cassandra-user mailing list archives

Site index · List index
Message view « Date » · « Thread »
Top « Date » · « Thread »
From Terje Marthinussen <>
Subject Re: What is the future of supercolumns ?
Date Sat, 07 Jan 2012 02:35:12 GMT
Please realize that I do not make any decisions here and I am not part of the core Cassandra
developer team.

What has been said before is that they will most likely go away and at least under the hood
be replaced by composite columns.

Jonathan have however stated that he would like the supercolumn API/abstraction to remain
at least for backwards compatibility.

Please understand that under the hood, supercolumns are merely groups of columns serialized
as a single block of data. 

The fact that there is a specialized and hardcoded way to serialize these column groups into
supercolumns is a problem however and they should probably go away to make space for a more
generic implementation allowing more flexible data structures and less code specific for one
special data structure.

Today there are tons of extra code to deal with the slight difference in serialization and
features of supercolumns vs columns and hopefully most of that could go away if things got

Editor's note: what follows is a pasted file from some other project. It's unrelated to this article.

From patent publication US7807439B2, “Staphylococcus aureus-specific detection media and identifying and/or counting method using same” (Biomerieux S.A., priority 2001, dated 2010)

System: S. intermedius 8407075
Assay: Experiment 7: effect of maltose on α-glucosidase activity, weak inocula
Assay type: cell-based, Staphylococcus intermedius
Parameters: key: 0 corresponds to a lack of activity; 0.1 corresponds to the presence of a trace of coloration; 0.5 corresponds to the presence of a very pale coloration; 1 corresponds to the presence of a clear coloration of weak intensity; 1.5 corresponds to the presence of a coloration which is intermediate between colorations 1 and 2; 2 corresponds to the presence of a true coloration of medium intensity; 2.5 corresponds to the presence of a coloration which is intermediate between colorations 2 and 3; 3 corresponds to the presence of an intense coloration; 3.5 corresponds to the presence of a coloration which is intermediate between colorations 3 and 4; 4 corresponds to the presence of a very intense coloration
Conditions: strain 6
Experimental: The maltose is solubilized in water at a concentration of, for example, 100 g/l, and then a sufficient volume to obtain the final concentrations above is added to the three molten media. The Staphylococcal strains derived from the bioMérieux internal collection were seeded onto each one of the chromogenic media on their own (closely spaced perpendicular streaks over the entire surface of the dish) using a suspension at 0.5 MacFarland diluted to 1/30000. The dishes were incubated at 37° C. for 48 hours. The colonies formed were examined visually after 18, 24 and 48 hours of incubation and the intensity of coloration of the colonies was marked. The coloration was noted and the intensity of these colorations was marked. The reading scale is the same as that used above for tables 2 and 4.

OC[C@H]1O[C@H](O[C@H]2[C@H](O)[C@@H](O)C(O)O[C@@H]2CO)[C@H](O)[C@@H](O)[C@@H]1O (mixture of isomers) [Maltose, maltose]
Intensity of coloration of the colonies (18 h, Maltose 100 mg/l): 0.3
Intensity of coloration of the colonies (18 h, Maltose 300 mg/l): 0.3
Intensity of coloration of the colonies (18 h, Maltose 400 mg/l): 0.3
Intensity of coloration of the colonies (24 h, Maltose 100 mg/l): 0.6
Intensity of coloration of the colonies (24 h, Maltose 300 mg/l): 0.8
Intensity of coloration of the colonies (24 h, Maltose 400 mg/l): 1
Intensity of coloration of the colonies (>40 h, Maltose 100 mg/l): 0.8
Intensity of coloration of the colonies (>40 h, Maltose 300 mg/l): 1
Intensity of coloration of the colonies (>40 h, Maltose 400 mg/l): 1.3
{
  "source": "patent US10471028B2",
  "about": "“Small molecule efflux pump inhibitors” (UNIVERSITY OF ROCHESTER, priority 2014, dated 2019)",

structured a bit different.

I also hope that we keep APIs to allow simple access to groups of key/value pairs to simplify
application logic as working with just columns can add a lot of application code which should
not be needed.

If you almost always need all or mostly all of the columns in a supercolumn, and you normally
update all of them at the same time, they will most likely be faster than normal columns.

Processing wise, you will actually do a bit more work on serialization/deserialization of
SC's but the I/O part will usually be better grouped/require less operations.

I think we did some benchmarks on some heavy use cases with ~30 small columns per SC some
time back and I think we ended up with  SCs being 10-20% faster.


On Jan 5, 2012, at 2:37 PM, Aklin_81 wrote:

> I have seen supercolumns usage been discouraged most of the times.
> However sometimes the supercolumns seem to fit the scenario most
> appropriately not only in terms of how the data is stored but also in
> terms of how is it retrieved. Some of the queries supported by SCs are
> uniquely capable of doing the task which no other alternative schema
> could do.(Like recently I asked about getting the equivalent of
> retrieving a list of (full)supercolumns by name, through use of
> composite columns, unfortunately there was no way to do this without
> reading lots of extra columns).
> So I am really confused whether:
> 1. Should I really not use the supercolumns for any case at all,
> however appropriate, or I just need to be just careful while realizing
> that supercolumns fit my use case appropriately or what!?
> 2. Are there any performance concerns with supercolumns even in the
> cases where they are used most appropriately. Like when you need to
> retrieve the entire supercolumns everytime & max. no of subcolumns
> vary between 0-10.
> (I don't write all the subcolumns inside supercolumn, at once though!
> Does this also matter?)
> 3. What is their future? Are they going to be deprecated or may be
> enhanced later?

View raw message